Striped double arches:
More than 800 Roman / Visigoth granite and marble columns support the mosque’s brick and stone horseshoe arches, the most important of which is in the Hypostyle Hall or the main Muslim prayer space. This hall is the main center of the mosque.

Orange trees:
The government imported and planted orange trees in the courtyard of the mosque as agricultural propaganda. Today, there are still orange trees in the courtyard of the mosque.

A bell tower:
The bell tower, which is the tallest structure in the city, is where the main minaret was located. In the process, the minaret was partially destroyed and enclosed inside a bell tower. However, modern restorations have restored many of the original Islamic features to the structure.

High, vaulted ceilings:
Designers complemented the ceilings and domes of the mosque by ribbed decors and golden mosaic ornaments embedded in geometric patterns. Which is the initial prelude to the later Gothic architecture.

The mihrab doesn’t face Mecca:
Many mosques have an altar or wall that shows the direction of Mecca. Similar to the former mosque in Damascus (and according to the western tradition of the Islamic world), the Cordoba Mosque has an altar. That faces south instead of southeast, where Mecca is located. The altar of this mosque is uniquely luxurious and architects built it like a small room decorated with gold cubes, not an early prayer niche that, like most altars, is inside the wall.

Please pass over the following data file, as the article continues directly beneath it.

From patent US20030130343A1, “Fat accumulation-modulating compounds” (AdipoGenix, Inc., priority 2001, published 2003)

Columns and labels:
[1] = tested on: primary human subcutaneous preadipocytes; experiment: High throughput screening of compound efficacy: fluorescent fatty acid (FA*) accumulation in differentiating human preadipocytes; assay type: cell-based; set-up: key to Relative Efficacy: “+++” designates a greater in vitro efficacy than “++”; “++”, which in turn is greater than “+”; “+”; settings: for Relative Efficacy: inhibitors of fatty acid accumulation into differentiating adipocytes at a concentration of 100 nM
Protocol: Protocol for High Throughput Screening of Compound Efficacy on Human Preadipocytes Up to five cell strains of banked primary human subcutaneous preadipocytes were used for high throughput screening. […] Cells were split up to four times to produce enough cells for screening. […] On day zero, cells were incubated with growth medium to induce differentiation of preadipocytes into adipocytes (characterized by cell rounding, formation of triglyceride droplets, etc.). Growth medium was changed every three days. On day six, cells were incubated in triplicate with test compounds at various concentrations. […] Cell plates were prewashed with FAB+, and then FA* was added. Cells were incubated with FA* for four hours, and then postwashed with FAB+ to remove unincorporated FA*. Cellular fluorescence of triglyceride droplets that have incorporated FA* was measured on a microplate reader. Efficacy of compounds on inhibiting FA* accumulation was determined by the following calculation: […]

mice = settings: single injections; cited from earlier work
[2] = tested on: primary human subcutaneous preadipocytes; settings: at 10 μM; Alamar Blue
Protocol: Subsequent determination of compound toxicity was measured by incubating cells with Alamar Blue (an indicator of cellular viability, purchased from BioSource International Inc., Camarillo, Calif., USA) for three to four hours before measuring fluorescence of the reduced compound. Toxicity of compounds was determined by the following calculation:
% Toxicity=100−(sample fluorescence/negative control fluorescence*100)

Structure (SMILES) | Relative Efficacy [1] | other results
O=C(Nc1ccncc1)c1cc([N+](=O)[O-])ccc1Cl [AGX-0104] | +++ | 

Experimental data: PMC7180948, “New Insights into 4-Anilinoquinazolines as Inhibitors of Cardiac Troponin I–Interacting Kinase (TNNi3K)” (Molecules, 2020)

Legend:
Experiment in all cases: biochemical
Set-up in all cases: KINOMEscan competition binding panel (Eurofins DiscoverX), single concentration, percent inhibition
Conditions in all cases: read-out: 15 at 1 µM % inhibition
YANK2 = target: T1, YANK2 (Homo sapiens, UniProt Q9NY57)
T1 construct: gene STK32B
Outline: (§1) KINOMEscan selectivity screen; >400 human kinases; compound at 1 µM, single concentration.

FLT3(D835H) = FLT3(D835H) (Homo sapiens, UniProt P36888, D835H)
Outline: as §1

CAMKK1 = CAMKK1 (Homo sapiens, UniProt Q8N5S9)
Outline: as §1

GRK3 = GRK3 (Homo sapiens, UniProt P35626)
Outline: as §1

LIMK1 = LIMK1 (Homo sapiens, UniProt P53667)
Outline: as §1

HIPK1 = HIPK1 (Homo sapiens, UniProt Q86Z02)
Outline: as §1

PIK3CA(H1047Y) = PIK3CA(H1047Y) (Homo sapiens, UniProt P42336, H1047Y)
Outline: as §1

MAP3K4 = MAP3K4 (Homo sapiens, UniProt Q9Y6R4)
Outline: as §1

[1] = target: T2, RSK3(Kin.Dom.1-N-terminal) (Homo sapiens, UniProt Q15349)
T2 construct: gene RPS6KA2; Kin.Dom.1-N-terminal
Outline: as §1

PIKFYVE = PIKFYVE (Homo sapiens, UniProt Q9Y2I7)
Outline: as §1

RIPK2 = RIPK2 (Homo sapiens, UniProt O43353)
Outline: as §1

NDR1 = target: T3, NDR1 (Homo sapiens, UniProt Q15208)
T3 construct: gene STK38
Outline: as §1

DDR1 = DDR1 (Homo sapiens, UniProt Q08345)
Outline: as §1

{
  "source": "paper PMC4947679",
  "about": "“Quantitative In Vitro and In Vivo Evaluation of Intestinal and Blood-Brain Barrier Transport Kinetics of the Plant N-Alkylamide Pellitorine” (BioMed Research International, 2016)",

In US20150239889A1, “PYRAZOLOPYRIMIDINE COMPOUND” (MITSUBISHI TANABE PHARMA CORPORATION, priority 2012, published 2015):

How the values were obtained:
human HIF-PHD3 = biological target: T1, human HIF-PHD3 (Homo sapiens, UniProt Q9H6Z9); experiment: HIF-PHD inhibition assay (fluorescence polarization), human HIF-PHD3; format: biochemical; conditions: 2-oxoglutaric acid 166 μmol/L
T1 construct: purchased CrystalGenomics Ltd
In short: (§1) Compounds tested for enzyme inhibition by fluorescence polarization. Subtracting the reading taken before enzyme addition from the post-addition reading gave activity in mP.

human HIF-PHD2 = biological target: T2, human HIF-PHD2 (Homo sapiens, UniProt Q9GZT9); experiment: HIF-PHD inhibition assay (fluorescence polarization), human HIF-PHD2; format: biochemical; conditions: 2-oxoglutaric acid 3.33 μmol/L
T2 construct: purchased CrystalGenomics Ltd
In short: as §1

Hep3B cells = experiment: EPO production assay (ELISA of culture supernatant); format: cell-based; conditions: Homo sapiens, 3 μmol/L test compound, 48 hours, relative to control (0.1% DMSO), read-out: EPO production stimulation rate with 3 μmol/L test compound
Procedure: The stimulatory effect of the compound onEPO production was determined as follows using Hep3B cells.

How Did the Mosque of Córdoba Influence Architecture?

The Cordoba Mosque has influenced architectural styles around the world for centuries. This is a clear example of Moorish architecture, a style of Islamic art that developed on the Spanish Iberian Peninsula when it was under Muslim rule. It combines Hellenistic, Roman, Byzantine, and Barbarian elements to create a new aesthetic characterized by unique arches, intricate tiles, and vegetation.

The roof of the mosque has also been very influential in the development of Western religious architecture. The Cordoba Mosque is notable for its ribbed arched roofs carved out of stone to make intricate patterns and honeycombs. This can affect Western religious architecture. In France, ribbed vaulted ceilings became very popular. The mosque’s double arches and honeycomb patterns have also influenced Spanish architecture. In the nineteenth century, it also inspired the Moorish (or Neo-Morsk) period.